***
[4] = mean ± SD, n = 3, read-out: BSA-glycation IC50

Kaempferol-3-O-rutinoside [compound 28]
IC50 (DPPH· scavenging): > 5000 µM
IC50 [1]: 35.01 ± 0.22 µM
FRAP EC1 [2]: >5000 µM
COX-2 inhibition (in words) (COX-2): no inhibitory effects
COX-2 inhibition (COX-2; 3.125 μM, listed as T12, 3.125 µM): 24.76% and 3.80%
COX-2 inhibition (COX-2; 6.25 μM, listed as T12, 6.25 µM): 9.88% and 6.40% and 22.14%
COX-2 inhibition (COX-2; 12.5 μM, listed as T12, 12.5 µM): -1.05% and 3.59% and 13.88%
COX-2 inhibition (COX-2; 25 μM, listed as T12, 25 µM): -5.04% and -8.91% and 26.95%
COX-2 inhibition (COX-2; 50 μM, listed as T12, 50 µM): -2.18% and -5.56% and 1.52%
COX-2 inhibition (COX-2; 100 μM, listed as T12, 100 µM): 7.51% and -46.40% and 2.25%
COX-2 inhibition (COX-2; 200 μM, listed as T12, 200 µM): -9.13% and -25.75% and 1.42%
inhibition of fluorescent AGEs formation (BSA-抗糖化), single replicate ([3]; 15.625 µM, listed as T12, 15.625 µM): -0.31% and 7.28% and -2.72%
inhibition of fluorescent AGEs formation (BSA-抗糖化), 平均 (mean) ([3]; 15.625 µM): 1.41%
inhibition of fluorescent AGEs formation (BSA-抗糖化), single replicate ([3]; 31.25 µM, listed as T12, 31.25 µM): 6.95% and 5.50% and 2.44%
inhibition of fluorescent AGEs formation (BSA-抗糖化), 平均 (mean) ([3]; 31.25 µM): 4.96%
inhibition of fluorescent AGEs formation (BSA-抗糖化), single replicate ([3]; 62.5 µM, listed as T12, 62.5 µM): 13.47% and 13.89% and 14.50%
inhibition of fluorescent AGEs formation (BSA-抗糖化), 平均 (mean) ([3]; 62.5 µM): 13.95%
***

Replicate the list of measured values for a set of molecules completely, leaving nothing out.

[4] = mean ± SD, n = 3, read-out: BSA-glycation IC50

Kaempferol-3-O-rutinoside [compound 28]
IC50 (DPPH· scavenging): > 5000 µM
IC50 [1]: 35.01 ± 0.22 µM
FRAP EC1 [2]: >5000 µM
COX-2 inhibition (in words) (COX-2): no inhibitory effects
COX-2 inhibition (COX-2; 3.125 μM, listed as T12, 3.125 µM): 24.76% and 3.80%
COX-2 inhibition (COX-2; 6.25 μM, listed as T12, 6.25 µM): 9.88% and 6.40% and 22.14%
COX-2 inhibition (COX-2; 12.5 μM, listed as T12, 12.5 µM): -1.05% and 3.59% and 13.88%
COX-2 inhibition (COX-2; 25 μM, listed as T12, 25 µM): -5.04% and -8.91% and 26.95%
COX-2 inhibition (COX-2; 50 μM, listed as T12, 50 µM): -2.18% and -5.56% and 1.52%
COX-2 inhibition (COX-2; 100 μM, listed as T12, 100 µM): 7.51% and -46.40% and 2.25%
COX-2 inhibition (COX-2; 200 μM, listed as T12, 200 µM): -9.13% and -25.75% and 1.42%
inhibition of fluorescent AGEs formation (BSA-抗糖化), single replicate ([3]; 15.625 µM, listed as T12, 15.625 µM): -0.31% and 7.28% and -2.72%
inhibition of fluorescent AGEs formation (BSA-抗糖化), 平均 (mean) ([3]; 15.625 µM): 1.41%
inhibition of fluorescent AGEs formation (BSA-抗糖化), single replicate ([3]; 31.25 µM, listed as T12, 31.25 µM): 6.95% and 5.50% and 2.44%
inhibition of fluorescent AGEs formation (BSA-抗糖化), 平均 (mean) ([3]; 31.25 µM): 4.96%
inhibition of fluorescent AGEs formation (BSA-抗糖化), single replicate ([3]; 62.5 µM, listed as T12, 62.5 µM): 13.47% and 13.89% and 14.50%
inhibition of fluorescent AGEs formation (BSA-抗糖化), 平均 (mean) ([3]; 62.5 µM): 13.95%